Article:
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UK & Ireland's Aviation Authorities Partner To Crack Down On Illegal Flights


  • The UK Civil Aviation Authority and the Irish Aviation Authority have signed a Declaration of Co-operation to enforce aviation safety across the Irish Sea.
  • Aviation authorities enforce laws and advocate for safety, such as holding airlines accountable for cancellations and fighting against illegal charter operations.
  • The partnership between the aviation authorities includes sharing information on breaches of aviation law, exchanging technical staff, and coordinating consultations to improve aviation safety.

In a new partnership, the UK Civil Aviation Authority (CAA) and the Irish Aviation Authority (IAA) have signed a Declaration of Co-operation to enforce aviation safety across the Irish Sea. For the two neighboring nations, being able to synchronize aviation law enforcement, the collaboration goes beyond there.

But first, what do aviation authorities do?

Both aviation authorities are responsible for safety, security, and value for money in commercial aviation. Being that aviation, by its very nature, crosses borders, the ability of aviation authorities to build a good network is key for those authorities to succeed. In fact, about 90% of all transatlantic air traffic passes through Irish airspace which makes a strong IAA very much in CAA’s interests.

Image of Declan Fitzpatrick (left of Irish Aviation Authority) and Rob Bishton (right and of UK Civil Aviation Authority)

Photo: UK Civil Aviation Authority

As Declan Fitzpatrick, Chief Executive at the Irish Aviation Authority noted,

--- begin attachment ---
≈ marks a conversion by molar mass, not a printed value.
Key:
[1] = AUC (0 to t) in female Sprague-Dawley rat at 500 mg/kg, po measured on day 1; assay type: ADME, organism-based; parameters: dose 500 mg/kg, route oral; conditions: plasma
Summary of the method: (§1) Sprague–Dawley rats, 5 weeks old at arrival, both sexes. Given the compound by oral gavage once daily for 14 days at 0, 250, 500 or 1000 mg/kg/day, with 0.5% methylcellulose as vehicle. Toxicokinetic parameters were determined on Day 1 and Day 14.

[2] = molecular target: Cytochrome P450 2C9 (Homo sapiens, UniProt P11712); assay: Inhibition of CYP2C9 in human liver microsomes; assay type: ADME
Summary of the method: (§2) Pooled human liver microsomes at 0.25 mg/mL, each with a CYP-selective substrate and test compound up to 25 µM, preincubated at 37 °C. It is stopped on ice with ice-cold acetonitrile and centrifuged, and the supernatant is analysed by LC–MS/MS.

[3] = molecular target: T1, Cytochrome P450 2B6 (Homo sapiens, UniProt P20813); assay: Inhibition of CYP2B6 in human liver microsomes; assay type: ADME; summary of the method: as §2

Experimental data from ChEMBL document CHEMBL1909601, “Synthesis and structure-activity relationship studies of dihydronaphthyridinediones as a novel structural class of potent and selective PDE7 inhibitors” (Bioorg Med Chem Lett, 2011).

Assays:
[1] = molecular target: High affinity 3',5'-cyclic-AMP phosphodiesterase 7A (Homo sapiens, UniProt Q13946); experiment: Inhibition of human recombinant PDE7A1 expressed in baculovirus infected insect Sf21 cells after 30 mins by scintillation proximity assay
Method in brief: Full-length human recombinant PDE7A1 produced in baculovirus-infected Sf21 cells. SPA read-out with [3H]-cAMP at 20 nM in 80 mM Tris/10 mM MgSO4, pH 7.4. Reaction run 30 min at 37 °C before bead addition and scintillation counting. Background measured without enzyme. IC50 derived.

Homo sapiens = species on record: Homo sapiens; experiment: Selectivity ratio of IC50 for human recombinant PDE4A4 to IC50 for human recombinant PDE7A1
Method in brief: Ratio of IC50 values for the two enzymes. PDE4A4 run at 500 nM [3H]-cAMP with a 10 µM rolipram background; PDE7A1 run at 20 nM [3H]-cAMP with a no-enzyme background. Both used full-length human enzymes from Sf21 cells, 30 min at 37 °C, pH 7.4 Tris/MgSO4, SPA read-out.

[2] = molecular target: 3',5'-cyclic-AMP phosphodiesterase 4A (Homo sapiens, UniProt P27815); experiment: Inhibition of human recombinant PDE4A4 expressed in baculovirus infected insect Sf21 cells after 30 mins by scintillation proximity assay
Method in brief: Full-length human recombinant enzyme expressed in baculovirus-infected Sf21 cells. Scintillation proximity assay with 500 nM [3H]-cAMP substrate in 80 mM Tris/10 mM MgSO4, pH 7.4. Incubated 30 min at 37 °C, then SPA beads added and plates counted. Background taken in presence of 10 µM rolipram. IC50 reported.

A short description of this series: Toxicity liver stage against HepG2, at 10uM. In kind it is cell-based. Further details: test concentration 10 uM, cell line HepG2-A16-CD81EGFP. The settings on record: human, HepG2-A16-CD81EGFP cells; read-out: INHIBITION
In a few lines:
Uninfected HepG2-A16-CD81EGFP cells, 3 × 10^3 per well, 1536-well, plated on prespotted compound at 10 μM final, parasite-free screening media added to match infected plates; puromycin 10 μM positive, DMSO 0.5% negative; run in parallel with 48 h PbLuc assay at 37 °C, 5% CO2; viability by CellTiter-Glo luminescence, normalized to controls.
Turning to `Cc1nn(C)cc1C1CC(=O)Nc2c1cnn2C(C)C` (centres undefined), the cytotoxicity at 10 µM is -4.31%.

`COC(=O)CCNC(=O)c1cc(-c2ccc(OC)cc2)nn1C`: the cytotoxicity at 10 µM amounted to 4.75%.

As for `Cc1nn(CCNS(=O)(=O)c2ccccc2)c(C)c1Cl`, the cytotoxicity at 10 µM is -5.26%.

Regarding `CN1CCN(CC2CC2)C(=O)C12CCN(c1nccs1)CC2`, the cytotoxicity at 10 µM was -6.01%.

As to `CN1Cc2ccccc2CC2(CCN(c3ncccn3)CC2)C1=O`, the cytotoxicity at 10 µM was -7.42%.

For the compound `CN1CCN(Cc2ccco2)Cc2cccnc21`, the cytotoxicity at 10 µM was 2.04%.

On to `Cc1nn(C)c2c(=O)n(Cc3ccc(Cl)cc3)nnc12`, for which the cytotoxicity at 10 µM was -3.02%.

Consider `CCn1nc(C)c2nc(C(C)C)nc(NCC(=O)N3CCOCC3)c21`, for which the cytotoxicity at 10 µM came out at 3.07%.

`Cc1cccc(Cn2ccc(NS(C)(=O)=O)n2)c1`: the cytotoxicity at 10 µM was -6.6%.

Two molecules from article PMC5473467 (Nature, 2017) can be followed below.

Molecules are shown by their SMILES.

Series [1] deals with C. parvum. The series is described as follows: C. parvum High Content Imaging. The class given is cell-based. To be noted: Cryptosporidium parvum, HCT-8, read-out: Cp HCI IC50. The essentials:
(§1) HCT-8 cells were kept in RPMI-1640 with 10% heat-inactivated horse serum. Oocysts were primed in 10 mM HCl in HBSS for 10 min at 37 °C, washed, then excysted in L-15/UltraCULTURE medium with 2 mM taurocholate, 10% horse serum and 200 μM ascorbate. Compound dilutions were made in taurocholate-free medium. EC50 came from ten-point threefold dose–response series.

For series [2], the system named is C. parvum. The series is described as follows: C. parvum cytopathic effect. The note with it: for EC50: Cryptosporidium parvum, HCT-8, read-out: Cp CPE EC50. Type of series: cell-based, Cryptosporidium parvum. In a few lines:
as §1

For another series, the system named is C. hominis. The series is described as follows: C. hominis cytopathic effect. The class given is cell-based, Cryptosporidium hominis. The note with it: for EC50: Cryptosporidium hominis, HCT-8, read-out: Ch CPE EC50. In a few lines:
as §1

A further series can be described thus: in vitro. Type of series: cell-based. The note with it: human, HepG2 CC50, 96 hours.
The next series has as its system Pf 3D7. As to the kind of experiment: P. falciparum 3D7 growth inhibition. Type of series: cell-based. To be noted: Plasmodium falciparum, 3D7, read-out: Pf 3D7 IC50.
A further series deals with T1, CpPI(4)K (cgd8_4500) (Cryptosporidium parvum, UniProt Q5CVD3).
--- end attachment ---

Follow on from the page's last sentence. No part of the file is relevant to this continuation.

As aviation regulators, safety is our number one priority, and sharing of expertise and information is key to ensuring that we maintain our excellent safety records.

Working together to share and present information

As such, below is a list of activities covered under the new agreement,

  • Sharing pertinent information regarding any Breaches of Civil Aviation Law by, a manufacturer, a maintenance organization, air operator, or any other entity, or individual persons illegally operating an aircraft. The shared information may also include, but is not limited to:
  • Safety alerts, bulletins, or advisories.
  • Proposed and completed rulemakings and related documents.
  • Proposed and final enforcement actions.
  • Educational materials suitable for public dissemination.

The agreement builds on a long history of collaboration between the two aviation authorities. The new cooperation goes beyond the two aviation authorities sharing information about potential and actual breaches of aviation law to the point technical staff will be exchanged, and reciprocal consultations will be coordinated.

A closeup of a British Airways Airbus A350-1000 about to land.

Photo: Danc47667 | Shutterstock

As Rob Bishton, Chief Executive Designate at the CAA noted,

“Aviation safety is a principal responsibility for any aviation regulator. We already have strong ties with the Irish Aviation Authority and this declaration bolsters our ties to allows us to work together effectively. Our co-operation agreement not only encourages safety in the UK and Republic of Ireland, but internationally as well.”

Fitzpatrick added also,

“Ireland has a long history of cooperation with the UK Civil Aviation Authority on many aspects of civil aviation. Following Brexit, this cooperation agreement will further strengthen that relationship and facilitate effective safety enforcement across both jurisdictions.”

Considering that Brexit created a need for the Civil Aviation Authority to renegotiate and chart a new course in its relationship with the European Union’s Aviation Safety Agency (EASA) – cooperation agreements such as these will be key to keeping the skies safe.

What are your thoughts on this new framework? Please share in the comments.


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